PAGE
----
The trip to the church didn’t take long and somehow Polly and I beat the bridesmaids to the church so we had time to kill.  My brother Mike was the photographer, so he managed to get in the pictures he wanted before the bridesmaids finally put in an appearance and I could escort my daughter down the aisle of the little church.  The service was lovely, conducted by a friendly vicar who made it very special and got everyone involved.

Gig Crews provide an arch for Mr and Mrs Tonkins!

After the service was over, Mike made good use of the time by doing all the group photos, as Polly and Tommy were to leave the church by boat and had to wait for the tide.  The churchyard is lovely, very old and full of wonderful trees.  The church itself is right down by the waterside at Mylor Harbour, with the harbour itself just across the road.  Once the tide had arrived, Polly and Tommy walked out of the church through an arch made of oars held by their mates from the rowing club before embarking in a small launch which took them, escorted by 2 pilot gigs, up the coast to the reception at Mylor Bridge, about 2 miles away.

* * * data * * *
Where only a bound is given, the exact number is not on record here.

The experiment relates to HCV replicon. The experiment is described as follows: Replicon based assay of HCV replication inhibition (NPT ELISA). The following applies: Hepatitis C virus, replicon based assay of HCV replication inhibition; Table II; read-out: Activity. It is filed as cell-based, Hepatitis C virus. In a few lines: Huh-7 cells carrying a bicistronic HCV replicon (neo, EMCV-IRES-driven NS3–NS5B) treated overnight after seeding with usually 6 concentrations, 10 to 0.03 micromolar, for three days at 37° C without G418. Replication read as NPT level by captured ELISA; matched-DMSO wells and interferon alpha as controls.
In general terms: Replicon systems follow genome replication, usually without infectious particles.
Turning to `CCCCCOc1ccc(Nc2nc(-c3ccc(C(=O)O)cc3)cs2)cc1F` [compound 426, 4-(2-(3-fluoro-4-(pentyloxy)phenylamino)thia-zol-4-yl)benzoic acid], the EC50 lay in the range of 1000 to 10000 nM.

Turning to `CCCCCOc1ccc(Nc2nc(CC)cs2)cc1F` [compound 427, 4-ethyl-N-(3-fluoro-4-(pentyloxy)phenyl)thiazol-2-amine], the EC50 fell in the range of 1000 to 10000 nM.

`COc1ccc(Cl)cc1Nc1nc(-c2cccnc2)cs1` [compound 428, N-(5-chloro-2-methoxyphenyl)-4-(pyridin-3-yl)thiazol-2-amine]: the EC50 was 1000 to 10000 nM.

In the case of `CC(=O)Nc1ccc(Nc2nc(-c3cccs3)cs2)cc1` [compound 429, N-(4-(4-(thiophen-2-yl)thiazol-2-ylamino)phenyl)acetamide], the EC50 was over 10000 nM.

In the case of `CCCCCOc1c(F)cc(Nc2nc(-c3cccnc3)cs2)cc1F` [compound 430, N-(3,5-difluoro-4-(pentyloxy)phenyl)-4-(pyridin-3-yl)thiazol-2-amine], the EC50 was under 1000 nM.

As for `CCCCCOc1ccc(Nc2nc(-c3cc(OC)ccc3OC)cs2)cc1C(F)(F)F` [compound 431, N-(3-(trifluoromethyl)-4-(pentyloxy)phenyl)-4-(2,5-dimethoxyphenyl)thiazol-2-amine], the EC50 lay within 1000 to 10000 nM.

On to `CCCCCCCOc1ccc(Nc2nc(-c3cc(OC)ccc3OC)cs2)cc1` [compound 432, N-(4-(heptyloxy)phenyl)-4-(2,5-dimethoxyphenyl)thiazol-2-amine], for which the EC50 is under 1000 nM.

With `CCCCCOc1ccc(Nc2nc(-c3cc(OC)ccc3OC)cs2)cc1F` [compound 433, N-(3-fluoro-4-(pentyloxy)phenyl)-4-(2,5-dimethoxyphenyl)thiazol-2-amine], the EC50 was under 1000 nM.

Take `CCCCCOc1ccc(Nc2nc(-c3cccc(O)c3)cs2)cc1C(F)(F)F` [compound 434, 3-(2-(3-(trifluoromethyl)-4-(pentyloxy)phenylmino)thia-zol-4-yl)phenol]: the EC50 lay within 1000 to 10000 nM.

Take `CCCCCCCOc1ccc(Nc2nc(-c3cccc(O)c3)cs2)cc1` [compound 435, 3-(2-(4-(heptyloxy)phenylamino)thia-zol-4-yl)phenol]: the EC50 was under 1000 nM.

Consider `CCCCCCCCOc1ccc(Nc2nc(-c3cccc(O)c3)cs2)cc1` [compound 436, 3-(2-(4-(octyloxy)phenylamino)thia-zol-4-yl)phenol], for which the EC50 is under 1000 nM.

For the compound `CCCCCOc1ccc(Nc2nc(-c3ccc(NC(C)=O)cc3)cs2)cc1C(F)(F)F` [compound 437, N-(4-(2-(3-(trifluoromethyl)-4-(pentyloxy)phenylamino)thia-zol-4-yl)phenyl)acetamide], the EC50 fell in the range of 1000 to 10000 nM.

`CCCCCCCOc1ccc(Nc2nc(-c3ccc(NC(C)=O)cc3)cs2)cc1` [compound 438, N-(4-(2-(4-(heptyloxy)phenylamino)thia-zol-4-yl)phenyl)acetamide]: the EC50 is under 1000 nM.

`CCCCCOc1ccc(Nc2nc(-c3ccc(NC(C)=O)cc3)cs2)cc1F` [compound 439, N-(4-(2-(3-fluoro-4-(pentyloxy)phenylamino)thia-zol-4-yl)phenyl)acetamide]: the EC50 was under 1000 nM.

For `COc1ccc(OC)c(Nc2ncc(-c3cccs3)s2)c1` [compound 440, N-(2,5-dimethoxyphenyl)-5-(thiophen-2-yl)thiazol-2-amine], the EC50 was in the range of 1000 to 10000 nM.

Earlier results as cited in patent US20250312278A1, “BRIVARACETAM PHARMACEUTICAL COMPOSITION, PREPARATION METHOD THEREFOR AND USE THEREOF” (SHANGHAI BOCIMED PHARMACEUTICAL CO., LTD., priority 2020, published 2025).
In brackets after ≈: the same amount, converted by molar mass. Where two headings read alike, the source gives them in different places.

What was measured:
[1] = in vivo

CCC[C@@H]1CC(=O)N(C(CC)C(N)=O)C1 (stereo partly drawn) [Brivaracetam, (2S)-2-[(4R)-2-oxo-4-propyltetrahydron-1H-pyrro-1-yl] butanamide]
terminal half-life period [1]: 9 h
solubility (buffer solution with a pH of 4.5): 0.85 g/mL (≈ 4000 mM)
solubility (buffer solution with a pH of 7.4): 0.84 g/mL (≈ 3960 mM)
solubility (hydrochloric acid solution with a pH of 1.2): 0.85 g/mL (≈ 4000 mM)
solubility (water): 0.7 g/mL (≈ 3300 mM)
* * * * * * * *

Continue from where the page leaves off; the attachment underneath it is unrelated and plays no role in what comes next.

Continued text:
Mr and Mrs Tonkins

Once we’d waved them off, the church car park resembled the start at Le Mans, with everyone dashing off to the village hall to be there before Polly and Tommy.  The reception which followed was great, with some lovely food, lots to drink and good company.  As we had to be out of the hall by midnight, the festivities drew to a comparatively early close, although some of the younger element carried on the motion in Falmouth.

The following day was a bit slow starting but I walked back to the hall to pick up the car to find the caterers already hard at work tiding up.  As time went on, more folks appeared to help and we had got the hall cleaned and tidy by midday, when Mr and Mrs Tonkins departed on their honeymoon.  A good number of us then decamped to the house where we were staying and had a leisurely lunch from the leftovers from the reception.